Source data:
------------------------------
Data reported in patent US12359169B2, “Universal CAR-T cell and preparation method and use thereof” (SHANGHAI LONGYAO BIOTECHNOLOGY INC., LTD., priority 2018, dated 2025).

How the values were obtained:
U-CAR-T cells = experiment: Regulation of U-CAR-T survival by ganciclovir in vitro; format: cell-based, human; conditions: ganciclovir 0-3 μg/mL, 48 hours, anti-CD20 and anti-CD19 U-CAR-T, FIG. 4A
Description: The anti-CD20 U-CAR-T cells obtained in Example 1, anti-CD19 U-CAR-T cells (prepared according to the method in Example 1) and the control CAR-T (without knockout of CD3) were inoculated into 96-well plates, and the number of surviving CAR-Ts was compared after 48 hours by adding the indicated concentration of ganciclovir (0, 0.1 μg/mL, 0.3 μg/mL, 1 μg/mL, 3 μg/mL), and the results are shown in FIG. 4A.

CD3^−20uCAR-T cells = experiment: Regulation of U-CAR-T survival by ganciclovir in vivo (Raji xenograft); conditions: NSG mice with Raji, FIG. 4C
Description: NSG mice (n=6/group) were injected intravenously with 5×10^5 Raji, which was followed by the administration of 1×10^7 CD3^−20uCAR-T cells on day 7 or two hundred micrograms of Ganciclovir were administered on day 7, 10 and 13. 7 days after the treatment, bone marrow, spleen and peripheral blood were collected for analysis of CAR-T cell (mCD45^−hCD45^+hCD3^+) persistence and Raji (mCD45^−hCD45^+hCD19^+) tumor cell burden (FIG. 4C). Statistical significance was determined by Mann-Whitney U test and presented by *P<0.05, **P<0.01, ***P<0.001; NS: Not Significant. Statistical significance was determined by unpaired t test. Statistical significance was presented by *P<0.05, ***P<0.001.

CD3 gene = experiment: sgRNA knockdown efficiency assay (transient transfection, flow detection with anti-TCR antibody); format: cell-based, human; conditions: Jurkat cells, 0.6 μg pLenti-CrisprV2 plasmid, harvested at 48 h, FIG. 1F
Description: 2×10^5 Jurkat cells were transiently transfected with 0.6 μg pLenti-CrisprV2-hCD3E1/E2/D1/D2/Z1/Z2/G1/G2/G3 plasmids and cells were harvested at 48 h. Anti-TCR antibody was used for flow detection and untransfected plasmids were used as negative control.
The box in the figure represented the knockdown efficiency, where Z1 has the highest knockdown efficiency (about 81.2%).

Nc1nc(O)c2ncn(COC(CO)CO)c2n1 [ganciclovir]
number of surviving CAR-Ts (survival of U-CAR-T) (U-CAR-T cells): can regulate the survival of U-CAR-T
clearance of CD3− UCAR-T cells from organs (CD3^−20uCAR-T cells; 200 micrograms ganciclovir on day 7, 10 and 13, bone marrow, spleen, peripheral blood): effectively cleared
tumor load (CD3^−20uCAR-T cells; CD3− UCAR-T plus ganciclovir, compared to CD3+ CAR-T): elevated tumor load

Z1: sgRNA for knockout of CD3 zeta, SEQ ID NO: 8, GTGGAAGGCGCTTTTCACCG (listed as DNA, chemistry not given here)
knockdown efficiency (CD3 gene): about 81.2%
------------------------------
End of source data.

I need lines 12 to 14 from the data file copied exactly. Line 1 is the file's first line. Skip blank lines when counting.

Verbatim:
clearance of CD3− UCAR-T cells from organs (CD3^−20uCAR-T cells; 200 micrograms ganciclovir on day 7, 10 and 13, bone marrow, spleen, peripheral blood): effectively cleared
tumor load (CD3^−20uCAR-T cells; CD3− UCAR-T plus ganciclovir, compared to CD3+ CAR-T): elevated tumor load

Z1: sgRNA for knockout of CD3 zeta, SEQ ID NO: 8, GTGGAAGGCGCTTTTCACCG (listed as DNA, chemistry not given here)